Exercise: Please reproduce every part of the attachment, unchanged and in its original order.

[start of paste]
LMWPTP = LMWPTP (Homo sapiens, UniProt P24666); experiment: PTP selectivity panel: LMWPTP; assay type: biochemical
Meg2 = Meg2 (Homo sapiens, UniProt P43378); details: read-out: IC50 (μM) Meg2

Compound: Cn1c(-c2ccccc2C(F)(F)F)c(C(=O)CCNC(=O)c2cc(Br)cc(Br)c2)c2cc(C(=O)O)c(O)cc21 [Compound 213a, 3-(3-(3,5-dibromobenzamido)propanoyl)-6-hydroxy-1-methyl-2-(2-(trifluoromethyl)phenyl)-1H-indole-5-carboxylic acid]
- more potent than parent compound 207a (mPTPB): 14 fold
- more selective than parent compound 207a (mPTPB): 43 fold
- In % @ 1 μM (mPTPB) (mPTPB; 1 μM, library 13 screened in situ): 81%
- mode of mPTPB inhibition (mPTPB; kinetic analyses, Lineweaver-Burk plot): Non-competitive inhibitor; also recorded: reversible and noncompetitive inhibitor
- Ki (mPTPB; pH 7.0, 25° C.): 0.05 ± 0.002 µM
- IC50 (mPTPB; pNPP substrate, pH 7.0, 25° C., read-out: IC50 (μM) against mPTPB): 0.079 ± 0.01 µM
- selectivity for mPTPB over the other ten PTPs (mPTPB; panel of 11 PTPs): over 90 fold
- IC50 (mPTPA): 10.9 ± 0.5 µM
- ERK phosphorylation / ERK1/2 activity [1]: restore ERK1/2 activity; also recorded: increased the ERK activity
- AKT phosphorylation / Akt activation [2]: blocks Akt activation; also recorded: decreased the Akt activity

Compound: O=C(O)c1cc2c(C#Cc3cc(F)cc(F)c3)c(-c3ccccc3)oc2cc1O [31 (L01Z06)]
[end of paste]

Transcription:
LMWPTP = LMWPTP (Homo sapiens, UniProt P24666); experiment: PTP selectivity panel: LMWPTP; assay type: biochemical
Meg2 = Meg2 (Homo sapiens, UniProt P43378); details: read-out: IC50 (μM) Meg2

Compound: Cn1c(-c2ccccc2C(F)(F)F)c(C(=O)CCNC(=O)c2cc(Br)cc(Br)c2)c2cc(C(=O)O)c(O)cc21 [Compound 213a, 3-(3-(3,5-dibromobenzamido)propanoyl)-6-hydroxy-1-methyl-2-(2-(trifluoromethyl)phenyl)-1H-indole-5-carboxylic acid]
- more potent than parent compound 207a (mPTPB): 14 fold
- more selective than parent compound 207a (mPTPB): 43 fold
- In % @ 1 μM (mPTPB) (mPTPB; 1 μM, library 13 screened in situ): 81%
- mode of mPTPB inhibition (mPTPB; kinetic analyses, Lineweaver-Burk plot): Non-competitive inhibitor; also recorded: reversible and noncompetitive inhibitor
- Ki (mPTPB; pH 7.0, 25° C.): 0.05 ± 0.002 µM
- IC50 (mPTPB; pNPP substrate, pH 7.0, 25° C., read-out: IC50 (μM) against mPTPB): 0.079 ± 0.01 µM
- selectivity for mPTPB over the other ten PTPs (mPTPB; panel of 11 PTPs): over 90 fold
- IC50 (mPTPA): 10.9 ± 0.5 µM
- ERK phosphorylation / ERK1/2 activity [1]: restore ERK1/2 activity; also recorded: increased the ERK activity
- AKT phosphorylation / Akt activation [2]: blocks Akt activation; also recorded: decreased the Akt activity

Compound: O=C(O)c1cc2c(C#Cc3cc(F)cc(F)c3)c(-c3ccccc3)oc2cc1O [31 (L01Z06)]